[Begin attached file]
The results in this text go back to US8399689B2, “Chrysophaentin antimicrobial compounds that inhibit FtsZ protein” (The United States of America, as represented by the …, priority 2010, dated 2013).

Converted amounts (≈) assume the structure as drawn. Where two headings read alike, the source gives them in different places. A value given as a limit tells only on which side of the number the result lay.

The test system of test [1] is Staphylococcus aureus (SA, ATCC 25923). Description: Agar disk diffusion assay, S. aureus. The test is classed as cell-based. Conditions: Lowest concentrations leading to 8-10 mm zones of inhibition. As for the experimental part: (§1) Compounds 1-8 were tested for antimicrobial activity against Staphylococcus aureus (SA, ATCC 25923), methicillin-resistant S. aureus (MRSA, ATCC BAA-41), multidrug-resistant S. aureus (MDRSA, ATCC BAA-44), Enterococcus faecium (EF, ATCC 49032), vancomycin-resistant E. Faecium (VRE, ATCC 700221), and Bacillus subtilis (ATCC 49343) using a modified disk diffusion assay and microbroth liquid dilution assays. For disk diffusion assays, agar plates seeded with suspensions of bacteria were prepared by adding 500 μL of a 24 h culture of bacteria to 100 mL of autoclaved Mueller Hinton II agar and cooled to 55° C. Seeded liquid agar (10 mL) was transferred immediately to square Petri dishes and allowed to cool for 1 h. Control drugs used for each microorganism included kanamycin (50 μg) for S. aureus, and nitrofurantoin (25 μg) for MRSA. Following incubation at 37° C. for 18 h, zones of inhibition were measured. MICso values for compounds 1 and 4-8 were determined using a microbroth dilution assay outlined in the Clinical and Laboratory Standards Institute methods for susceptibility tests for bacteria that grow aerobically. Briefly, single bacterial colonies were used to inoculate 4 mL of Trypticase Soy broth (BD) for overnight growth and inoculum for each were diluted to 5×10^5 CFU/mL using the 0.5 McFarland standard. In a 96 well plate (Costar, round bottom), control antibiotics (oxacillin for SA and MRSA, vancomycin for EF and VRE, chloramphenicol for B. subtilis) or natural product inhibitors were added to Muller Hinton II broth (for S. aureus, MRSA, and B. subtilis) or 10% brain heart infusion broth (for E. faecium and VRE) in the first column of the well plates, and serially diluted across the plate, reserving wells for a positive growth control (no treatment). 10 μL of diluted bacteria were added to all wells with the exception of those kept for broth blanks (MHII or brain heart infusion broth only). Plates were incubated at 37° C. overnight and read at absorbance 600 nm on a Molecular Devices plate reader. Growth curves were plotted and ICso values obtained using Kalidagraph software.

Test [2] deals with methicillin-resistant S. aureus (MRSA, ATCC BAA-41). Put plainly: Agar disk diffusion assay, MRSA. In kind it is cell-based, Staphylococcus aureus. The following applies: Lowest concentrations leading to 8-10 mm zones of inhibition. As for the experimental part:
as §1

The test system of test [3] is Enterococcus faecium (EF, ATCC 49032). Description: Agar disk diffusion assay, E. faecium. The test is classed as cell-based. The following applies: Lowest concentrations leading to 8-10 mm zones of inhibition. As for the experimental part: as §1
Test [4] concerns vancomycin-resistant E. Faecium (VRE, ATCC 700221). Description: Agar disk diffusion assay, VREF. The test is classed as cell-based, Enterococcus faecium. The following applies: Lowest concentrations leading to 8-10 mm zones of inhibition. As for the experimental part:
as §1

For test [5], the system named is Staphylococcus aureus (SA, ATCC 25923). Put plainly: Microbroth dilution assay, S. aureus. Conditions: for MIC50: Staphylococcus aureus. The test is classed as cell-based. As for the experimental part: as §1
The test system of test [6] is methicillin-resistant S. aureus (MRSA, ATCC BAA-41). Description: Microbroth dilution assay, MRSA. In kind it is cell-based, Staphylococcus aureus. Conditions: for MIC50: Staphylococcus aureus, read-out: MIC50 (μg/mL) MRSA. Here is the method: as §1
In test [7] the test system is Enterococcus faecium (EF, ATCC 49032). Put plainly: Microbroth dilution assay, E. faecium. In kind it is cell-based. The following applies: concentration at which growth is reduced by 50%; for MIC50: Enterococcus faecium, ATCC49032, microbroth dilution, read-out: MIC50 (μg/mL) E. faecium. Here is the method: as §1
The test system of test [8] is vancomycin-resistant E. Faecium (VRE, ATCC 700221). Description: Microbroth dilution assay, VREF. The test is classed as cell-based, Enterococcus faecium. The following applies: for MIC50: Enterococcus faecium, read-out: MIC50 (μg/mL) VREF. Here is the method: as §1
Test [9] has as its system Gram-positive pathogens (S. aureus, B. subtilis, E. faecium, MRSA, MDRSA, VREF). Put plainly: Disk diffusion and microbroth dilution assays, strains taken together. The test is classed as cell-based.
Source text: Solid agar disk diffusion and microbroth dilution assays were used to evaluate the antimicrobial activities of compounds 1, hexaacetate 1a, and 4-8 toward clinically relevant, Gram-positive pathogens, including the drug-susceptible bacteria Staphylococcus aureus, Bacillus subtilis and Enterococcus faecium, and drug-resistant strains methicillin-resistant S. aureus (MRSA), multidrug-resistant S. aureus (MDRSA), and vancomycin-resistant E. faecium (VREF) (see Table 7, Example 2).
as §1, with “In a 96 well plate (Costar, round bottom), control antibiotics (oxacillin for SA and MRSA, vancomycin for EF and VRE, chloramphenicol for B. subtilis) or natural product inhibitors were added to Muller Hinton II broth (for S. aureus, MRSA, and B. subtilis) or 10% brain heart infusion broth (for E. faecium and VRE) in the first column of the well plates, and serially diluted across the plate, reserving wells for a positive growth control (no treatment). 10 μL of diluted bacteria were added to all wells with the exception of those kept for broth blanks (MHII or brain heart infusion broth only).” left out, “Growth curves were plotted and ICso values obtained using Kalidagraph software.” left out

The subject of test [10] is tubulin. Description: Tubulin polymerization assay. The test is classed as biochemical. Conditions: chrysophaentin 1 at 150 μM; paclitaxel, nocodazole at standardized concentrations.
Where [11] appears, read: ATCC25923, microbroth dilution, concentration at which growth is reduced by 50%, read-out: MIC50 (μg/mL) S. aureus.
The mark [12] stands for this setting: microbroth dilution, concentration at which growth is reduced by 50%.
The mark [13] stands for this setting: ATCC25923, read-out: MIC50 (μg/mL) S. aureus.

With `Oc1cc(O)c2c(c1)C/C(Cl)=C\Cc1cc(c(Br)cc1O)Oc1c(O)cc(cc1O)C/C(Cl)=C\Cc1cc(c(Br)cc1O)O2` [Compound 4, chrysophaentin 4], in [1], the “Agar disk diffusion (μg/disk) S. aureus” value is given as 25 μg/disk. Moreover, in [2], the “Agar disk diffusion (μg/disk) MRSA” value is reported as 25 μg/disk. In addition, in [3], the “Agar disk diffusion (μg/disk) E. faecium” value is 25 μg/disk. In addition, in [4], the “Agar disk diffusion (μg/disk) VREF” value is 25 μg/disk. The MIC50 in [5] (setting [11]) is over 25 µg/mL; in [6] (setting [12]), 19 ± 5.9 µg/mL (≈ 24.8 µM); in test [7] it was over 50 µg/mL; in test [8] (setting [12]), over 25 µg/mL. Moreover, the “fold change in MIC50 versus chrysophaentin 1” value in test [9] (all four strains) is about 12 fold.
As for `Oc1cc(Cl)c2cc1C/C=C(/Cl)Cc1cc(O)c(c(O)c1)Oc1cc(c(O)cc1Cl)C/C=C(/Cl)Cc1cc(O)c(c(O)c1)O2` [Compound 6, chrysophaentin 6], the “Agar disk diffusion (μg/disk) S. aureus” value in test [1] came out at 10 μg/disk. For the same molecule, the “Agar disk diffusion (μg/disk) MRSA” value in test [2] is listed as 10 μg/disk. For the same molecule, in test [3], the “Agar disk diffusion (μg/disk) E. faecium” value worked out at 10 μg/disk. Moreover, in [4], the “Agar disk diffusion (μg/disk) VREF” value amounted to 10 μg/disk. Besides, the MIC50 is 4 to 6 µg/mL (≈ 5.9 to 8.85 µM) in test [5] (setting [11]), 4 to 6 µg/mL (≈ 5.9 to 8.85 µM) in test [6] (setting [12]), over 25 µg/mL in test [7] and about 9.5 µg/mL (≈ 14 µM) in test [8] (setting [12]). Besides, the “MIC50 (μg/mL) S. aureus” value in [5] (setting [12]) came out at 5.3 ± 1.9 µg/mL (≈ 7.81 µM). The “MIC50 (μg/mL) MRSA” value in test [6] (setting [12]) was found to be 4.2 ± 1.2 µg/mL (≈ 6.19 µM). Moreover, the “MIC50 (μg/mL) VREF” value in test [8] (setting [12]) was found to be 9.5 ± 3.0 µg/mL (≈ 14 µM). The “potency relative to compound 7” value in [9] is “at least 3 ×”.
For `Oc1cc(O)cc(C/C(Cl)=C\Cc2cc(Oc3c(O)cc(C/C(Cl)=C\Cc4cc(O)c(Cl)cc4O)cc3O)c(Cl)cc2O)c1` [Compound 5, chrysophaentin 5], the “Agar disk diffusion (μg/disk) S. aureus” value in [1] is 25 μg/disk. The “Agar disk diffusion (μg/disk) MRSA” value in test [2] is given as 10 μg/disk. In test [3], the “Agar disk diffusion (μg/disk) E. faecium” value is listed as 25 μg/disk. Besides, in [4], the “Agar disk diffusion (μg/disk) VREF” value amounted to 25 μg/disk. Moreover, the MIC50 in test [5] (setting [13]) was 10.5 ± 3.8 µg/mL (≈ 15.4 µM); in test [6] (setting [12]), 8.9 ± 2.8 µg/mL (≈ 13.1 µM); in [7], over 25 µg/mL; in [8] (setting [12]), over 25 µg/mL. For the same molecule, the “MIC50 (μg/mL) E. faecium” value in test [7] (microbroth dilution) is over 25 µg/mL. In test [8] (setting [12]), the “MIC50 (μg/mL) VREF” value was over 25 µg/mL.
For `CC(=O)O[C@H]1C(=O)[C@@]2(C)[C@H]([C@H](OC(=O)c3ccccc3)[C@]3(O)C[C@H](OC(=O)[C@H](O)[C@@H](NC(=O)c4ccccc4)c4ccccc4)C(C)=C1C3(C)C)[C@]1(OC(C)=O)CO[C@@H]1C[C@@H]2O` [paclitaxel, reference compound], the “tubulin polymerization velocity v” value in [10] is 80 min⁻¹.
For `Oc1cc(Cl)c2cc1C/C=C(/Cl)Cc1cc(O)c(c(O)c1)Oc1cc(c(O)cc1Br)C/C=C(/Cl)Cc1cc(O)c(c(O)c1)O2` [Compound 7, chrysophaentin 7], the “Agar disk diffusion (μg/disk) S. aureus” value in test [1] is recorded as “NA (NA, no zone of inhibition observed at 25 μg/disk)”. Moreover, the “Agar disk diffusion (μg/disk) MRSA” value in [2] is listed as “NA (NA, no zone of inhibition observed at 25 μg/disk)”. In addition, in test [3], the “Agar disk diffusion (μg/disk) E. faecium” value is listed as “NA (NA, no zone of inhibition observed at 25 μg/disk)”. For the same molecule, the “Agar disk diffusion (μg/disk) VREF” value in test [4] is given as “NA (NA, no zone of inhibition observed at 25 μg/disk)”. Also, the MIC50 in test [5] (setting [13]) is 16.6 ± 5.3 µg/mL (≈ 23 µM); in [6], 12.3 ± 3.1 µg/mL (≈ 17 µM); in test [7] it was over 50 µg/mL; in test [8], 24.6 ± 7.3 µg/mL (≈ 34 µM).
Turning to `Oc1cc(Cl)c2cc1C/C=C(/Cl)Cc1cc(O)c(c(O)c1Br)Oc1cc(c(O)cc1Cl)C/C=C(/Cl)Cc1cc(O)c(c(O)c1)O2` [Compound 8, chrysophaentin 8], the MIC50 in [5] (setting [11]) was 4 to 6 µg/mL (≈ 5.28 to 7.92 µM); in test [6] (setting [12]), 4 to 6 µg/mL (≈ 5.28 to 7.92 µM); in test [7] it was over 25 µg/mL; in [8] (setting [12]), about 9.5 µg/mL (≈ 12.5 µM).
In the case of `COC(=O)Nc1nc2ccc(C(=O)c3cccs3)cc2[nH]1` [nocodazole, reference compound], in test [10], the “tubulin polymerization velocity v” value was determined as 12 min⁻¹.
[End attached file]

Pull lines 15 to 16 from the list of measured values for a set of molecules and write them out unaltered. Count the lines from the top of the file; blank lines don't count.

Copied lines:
as §1, with “In a 96 well plate (Costar, round bottom), control antibiotics (oxacillin for SA and MRSA, vancomycin for EF and VRE, chloramphenicol for B. subtilis) or natural product inhibitors were added to Muller Hinton II broth (for S. aureus, MRSA, and B. subtilis) or 10% brain heart infusion broth (for E. faecium and VRE) in the first column of the well plates, and serially diluted across the plate, reserving wells for a positive growth control (no treatment). 10 μL of diluted bacteria were added to all wells with the exception of those kept for broth blanks (MHII or brain heart infusion broth only).” left out, “Growth curves were plotted and ICso values obtained using Kalidagraph software.” left out

The subject of test [10] is tubulin. Description: Tubulin polymerization assay. The test is classed as biochemical. Conditions: chrysophaentin 1 at 150 μM; paclitaxel, nocodazole at standardized concentrations.